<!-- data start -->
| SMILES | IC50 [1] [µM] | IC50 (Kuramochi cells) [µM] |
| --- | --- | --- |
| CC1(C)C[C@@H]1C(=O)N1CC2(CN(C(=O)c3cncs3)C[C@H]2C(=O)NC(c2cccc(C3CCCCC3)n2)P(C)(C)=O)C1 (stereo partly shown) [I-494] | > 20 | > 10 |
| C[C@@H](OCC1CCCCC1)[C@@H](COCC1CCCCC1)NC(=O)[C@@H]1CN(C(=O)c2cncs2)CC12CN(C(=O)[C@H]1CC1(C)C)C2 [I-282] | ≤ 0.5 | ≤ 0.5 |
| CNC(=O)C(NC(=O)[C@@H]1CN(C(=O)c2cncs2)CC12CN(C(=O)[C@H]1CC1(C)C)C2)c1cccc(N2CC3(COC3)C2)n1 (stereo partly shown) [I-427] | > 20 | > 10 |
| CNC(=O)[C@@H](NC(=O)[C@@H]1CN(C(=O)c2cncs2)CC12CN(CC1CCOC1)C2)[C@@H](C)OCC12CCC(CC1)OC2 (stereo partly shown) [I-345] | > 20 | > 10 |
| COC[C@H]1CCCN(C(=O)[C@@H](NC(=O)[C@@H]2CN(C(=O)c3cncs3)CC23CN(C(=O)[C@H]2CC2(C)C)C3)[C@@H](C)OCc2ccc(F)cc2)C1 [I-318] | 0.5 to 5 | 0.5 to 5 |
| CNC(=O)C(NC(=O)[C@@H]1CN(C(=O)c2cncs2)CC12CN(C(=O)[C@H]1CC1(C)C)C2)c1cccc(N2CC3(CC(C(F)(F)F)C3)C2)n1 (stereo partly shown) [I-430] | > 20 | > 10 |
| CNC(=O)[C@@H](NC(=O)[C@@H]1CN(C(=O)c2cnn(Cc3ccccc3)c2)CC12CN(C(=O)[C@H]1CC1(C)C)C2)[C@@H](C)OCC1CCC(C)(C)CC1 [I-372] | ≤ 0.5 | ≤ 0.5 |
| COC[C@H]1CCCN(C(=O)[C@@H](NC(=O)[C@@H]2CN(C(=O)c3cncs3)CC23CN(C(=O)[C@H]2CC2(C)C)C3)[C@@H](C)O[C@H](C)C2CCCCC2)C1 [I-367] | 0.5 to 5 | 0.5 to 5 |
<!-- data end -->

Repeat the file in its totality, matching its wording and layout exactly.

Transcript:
| SMILES | IC50 [1] [µM] | IC50 (Kuramochi cells) [µM] |
| --- | --- | --- |
| CC1(C)C[C@@H]1C(=O)N1CC2(CN(C(=O)c3cncs3)C[C@H]2C(=O)NC(c2cccc(C3CCCCC3)n2)P(C)(C)=O)C1 (stereo partly shown) [I-494] | > 20 | > 10 |
| C[C@@H](OCC1CCCCC1)[C@@H](COCC1CCCCC1)NC(=O)[C@@H]1CN(C(=O)c2cncs2)CC12CN(C(=O)[C@H]1CC1(C)C)C2 [I-282] | ≤ 0.5 | ≤ 0.5 |
| CNC(=O)C(NC(=O)[C@@H]1CN(C(=O)c2cncs2)CC12CN(C(=O)[C@H]1CC1(C)C)C2)c1cccc(N2CC3(COC3)C2)n1 (stereo partly shown) [I-427] | > 20 | > 10 |
| CNC(=O)[C@@H](NC(=O)[C@@H]1CN(C(=O)c2cncs2)CC12CN(CC1CCOC1)C2)[C@@H](C)OCC12CCC(CC1)OC2 (stereo partly shown) [I-345] | > 20 | > 10 |
| COC[C@H]1CCCN(C(=O)[C@@H](NC(=O)[C@@H]2CN(C(=O)c3cncs3)CC23CN(C(=O)[C@H]2CC2(C)C)C3)[C@@H](C)OCc2ccc(F)cc2)C1 [I-318] | 0.5 to 5 | 0.5 to 5 |
| CNC(=O)C(NC(=O)[C@@H]1CN(C(=O)c2cncs2)CC12CN(C(=O)[C@H]1CC1(C)C)C2)c1cccc(N2CC3(CC(C(F)(F)F)C3)C2)n1 (stereo partly shown) [I-430] | > 20 | > 10 |
| CNC(=O)[C@@H](NC(=O)[C@@H]1CN(C(=O)c2cnn(Cc3ccccc3)c2)CC12CN(C(=O)[C@H]1CC1(C)C)C2)[C@@H](C)OCC1CCC(C)(C)CC1 [I-372] | ≤ 0.5 | ≤ 0.5 |
| COC[C@H]1CCCN(C(=O)[C@@H](NC(=O)[C@@H]2CN(C(=O)c3cncs3)CC23CN(C(=O)[C@H]2CC2(C)C)C3)[C@@H](C)O[C@H](C)C2CCCCC2)C1 [I-367] | 0.5 to 5 | 0.5 to 5 |